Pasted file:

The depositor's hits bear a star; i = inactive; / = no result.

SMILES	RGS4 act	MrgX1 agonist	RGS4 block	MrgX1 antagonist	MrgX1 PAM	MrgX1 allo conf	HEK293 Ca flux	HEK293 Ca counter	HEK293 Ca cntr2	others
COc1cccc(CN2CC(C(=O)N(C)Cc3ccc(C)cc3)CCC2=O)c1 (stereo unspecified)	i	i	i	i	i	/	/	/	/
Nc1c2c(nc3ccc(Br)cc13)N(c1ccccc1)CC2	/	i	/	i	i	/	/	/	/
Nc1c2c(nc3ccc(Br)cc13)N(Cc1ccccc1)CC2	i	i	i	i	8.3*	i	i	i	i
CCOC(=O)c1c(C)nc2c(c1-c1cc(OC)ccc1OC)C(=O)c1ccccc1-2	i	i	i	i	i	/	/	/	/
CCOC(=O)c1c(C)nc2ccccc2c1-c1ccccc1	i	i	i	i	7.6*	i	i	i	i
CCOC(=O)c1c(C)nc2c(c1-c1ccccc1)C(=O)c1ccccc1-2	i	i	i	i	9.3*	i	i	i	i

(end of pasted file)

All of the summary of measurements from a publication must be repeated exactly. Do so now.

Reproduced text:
The depositor's hits bear a star; i = inactive; / = no result.

SMILES	RGS4 act	MrgX1 agonist	RGS4 block	MrgX1 antagonist	MrgX1 PAM	MrgX1 allo conf	HEK293 Ca flux	HEK293 Ca counter	HEK293 Ca cntr2	others
COc1cccc(CN2CC(C(=O)N(C)Cc3ccc(C)cc3)CCC2=O)c1 (stereo unspecified)	i	i	i	i	i	/	/	/	/
Nc1c2c(nc3ccc(Br)cc13)N(c1ccccc1)CC2	/	i	/	i	i	/	/	/	/
Nc1c2c(nc3ccc(Br)cc13)N(Cc1ccccc1)CC2	i	i	i	i	8.3*	i	i	i	i
CCOC(=O)c1c(C)nc2c(c1-c1cc(OC)ccc1OC)C(=O)c1ccccc1-2	i	i	i	i	i	/	/	/	/
CCOC(=O)c1c(C)nc2ccccc2c1-c1ccccc1	i	i	i	i	7.6*	i	i	i	i
CCOC(=O)c1c(C)nc2c(c1-c1ccccc1)C(=O)c1ccccc1-2	i	i	i	i	9.3*	i	i	i	i